|Location||Lakewood, California, United States|
|Owner||Macerich (60%) and GIC (40%)|
|No. of stores and services||225|
|No. of anchor tenants||12 (11 open, 1 vacant)|
|Total retail floor area||2,069,000 sq ft (192,200 m2) (GLA)|
|No. of floors||1 (2 in Round One Entertainment and Target, 2 and basement offices in JCPenney, 4 in Macy's)|
Lakewood Center is a super-regional shopping mall in Lakewood, California and the oldest shopping mall in the United States that is now enclosed, having first opened to the public in 1951 and being enclosed in 1978. (The first enclosed mall in California was Escondido Village Mall.) It is anchored by 24 Hour Fitness Super Sport, Albertsons, Best Buy, Burlington, Costco, Forever 21, The Home Depot, JCPenney, Macy's, Pacific Lakewood 16, and Target, with one vacant anchor last occupied by Nordstrom Rack, which relocated in 2018. At 2,069,000 square feet (192,200 m2), the Lakewood Center is ranked among the largest retail shopping malls by gross leasable area in the United States. In 2004, the Lakewood Center's sales amounted to $393 per square foot with an approximate 11.2 million shoppers.
The mall is owned and operated by Macerich and is part of its trifecta of "Shop One Shop All" malls in southeast Los Angeles County along with the Los Cerritos Center in Cerritos and the Stonewood Center in Downey.
Lakewood Center opened in 1952 on 259 acres, located 21 Miles southeast of Downtown Los Angeles. The mall included 18 stores including a 4 Level (347,000 sq ft) May Company store & a 3 Level (88,000 sq ft) Butler Brothers department store. Large department stores were built which were part of the shopping center, but not connected with the mall proper. A 4-level (250,000 sq ft) Bullock's store opened in 1965, with a 2-level (80,000 square foot) Buffums' store beginning business on August 2 of the same year. In the mall proper, JCPenney opened a 2-level (173,000 sq ft) store, at the mall's south end, on January 25, 1967. Montgomery Ward opened a 2-level (155,000 sq ft) store to the mall later in 1975. The refurbishment and expansion continued. In September 1982, construction was completed on a new mall corridor, added east of May Company. This new East Wing extended to a 2-level (80,000 sq ft) Mervyn's store. A 3-screen multiplex, the Pacific Theatres Lakewood Center South 1-2-3, was installed in a vacant store adjoining the Buffums' building. This venue showed its first features on June 12, 1981. Buffums' closed its doors in 1991 and Bullock's a year later (now the site of The Home Depot). Its space was renovated into 6 auditoria. A new 9-screen complex, known collectively as the Lakewood Center South 9, premiered on December 11, 1992. In February 1993, May Company rebranded its store as Robinsons-May. Meanwhile, a turn of the century renovation had reconfigured the mall's East Wing. During the 36 million dollar project, a new 1-level (80,000 sq ft) Mervyn's store was built, which was dedicated in August of the year 2000. The original Mervyn's was gutted and sectioned into an extended mall corridor, with stores on either side. That allowed a new 2-level (210,000 sq ft) Macy's store to be built at the east end of the extended East Wing. It opened for business November 2000 as the chain's first newly-built store in Southern California. The new mall wing was officially dedicated in April 2001. In that same year, Montgomery Ward closed its doors in March 2001. The store, and its Auto Center, were demolished and replaced by a 2-level (160,000 sq ft) Target store, which opened in October 2003. The Robinsons-May store was rebranded as the new Macy's in 2006. The original Macy's, at the end of the East Wing, was abandoned. The former Macy's building was demolished and replaced by a new 1-level (159,000 sq ft) Costco warehouse, which opened on February 2009. After the demise of the Mervyn's chain, in 2009, the former location became a large-format Forever 21. This store also began business on February 2009.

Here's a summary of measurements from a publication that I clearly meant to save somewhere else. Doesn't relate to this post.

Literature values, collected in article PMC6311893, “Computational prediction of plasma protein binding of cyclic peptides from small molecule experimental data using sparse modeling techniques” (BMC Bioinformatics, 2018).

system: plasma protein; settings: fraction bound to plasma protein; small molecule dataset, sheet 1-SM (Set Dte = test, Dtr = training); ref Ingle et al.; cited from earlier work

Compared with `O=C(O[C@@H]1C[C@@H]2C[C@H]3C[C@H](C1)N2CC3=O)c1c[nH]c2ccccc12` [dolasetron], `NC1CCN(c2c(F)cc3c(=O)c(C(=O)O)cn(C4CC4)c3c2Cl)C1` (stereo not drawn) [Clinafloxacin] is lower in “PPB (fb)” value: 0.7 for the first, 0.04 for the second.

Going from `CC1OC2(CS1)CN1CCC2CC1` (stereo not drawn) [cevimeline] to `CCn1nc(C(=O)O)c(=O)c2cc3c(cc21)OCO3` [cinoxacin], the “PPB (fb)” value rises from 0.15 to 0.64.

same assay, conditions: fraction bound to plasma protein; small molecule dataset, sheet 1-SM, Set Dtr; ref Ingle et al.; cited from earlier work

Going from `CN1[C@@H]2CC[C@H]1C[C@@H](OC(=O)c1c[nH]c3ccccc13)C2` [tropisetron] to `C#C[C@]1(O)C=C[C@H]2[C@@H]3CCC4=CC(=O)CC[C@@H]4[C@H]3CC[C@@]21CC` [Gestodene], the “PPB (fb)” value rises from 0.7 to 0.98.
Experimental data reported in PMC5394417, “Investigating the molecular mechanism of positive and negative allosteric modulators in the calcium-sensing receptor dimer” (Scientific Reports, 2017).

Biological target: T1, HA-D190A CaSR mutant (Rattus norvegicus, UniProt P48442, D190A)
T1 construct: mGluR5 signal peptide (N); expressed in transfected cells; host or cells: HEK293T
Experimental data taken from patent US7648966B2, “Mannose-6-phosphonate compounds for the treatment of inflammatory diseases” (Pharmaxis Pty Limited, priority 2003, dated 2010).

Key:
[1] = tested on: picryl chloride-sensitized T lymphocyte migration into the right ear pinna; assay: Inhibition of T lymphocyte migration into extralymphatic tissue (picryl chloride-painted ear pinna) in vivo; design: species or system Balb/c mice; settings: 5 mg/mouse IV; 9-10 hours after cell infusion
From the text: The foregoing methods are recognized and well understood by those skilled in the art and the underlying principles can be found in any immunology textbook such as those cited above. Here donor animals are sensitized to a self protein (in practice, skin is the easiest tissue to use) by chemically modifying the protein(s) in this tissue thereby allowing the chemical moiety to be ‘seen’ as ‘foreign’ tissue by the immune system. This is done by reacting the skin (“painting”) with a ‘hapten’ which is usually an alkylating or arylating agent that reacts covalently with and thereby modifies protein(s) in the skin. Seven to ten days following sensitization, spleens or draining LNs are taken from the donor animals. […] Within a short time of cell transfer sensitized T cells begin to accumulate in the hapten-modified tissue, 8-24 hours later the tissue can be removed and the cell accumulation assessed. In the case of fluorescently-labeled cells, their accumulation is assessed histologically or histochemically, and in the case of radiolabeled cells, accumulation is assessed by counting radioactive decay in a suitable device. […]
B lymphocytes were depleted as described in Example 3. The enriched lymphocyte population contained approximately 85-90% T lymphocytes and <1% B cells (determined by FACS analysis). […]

Line 91 only runs to the mall on weekends as Line 93 does not run on weekends or holidays. Line 191 stops along Del Amo Boulevard.
- Arnold, Roxane (May 28, 1978). "Rejuvenated Lakewood Center to Enter New Era". Los Angeles Times. p. 9.
- Gaw, Jonathan (April 23, 1991). "Mall Makeover : Escondido Village, Vineyard Centers Struggle With Obsolescence". Los Angeles Times.
- "Nordstrom Rack to leave Lakewood Center for Long Beach". Press Telegram. January 6, 2017. Retrieved October 23, 2020.
- Largest Shopping Malls in the United States
- "Archived copy" (PDF). Archived from the original (PDF) on October 18, 2006. Retrieved December 5, 2006.CS1 maint: archived copy as title (link)
- "Archived copy". Archived from the original on September 1, 2006. Retrieved December 5, 2006.CS1 maint: archived copy as title (link)
- https://ridelbt.com/routes-and-services/. Missing or empty